The number of heart failure-related deaths in the United States has increased since 2012, according to new federal data.
In a new study released on Thursday, researchers from the National Center for Health Statistics (NCHS) said that the age-adjusted rate for heart failure-related deaths declined from 2000 through 2012, but that the rate has gone up from 2012 through 2014. The reason for the increase remains unknown, and the study authors say it's unclear whether the rise is meaningful or a random fluctuation.
"It's worth paying attention to, and to keep monitoring it," said study author Hanyu Ni, an Associate Director for Science at NCHS's Division of Vital Statistics . Ni said the findings are important due to size of America's aging population and the fact that more people are living with heart failure.
The report, which used heart failure-related mortality data from 2000 through 2014, also found that the heart failure death rate is higher among the non-Hispanic black population compared to Hispanic populations and non-Hispanic whites. Overall, men were more likely to die of heart failure compared to women. Also of note, the percent of heart failure-related deaths that happened in hospitals and nursing homes declined from 200o to 2014. Deaths from heart failure were more likely to occur at home and other places. Where people die from heart failure is valuable for understanding where people are receiving care at the end of their life, the study authors write.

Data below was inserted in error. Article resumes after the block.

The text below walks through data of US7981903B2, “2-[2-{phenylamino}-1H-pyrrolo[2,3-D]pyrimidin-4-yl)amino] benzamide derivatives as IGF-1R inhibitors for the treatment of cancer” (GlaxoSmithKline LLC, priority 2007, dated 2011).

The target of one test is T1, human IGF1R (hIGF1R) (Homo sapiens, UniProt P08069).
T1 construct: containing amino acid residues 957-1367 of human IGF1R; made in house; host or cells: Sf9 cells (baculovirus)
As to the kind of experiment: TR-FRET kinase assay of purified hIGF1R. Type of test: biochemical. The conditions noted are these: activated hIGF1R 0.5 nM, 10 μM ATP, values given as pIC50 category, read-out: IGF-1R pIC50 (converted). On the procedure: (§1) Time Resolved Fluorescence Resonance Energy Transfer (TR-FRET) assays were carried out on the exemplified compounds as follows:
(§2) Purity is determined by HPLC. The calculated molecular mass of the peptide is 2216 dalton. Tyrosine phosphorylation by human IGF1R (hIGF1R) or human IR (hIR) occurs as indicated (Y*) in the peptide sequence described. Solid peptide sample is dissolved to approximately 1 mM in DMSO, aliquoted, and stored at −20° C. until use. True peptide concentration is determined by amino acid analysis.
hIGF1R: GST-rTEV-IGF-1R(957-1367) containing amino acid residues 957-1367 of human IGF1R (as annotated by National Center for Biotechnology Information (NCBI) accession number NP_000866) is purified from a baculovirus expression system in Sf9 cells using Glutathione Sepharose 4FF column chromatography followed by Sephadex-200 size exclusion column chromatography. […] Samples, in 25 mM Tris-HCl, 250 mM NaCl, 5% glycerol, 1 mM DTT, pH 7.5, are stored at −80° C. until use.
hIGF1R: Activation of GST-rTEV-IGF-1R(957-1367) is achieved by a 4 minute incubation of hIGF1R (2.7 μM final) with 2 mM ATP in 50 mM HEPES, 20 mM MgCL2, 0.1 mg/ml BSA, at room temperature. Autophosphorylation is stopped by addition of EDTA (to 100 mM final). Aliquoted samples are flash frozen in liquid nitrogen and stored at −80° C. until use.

For adults age 45 and older, the researchers found that the underlying cause of heart failure-related deaths was less likely to be coronary heart disease in 2014 compared to 2000. It was more likely to be caused by other types of heart disease or other diseases like cancer and diabetes. "This finding is important for heart failure management approaches," the researchers said.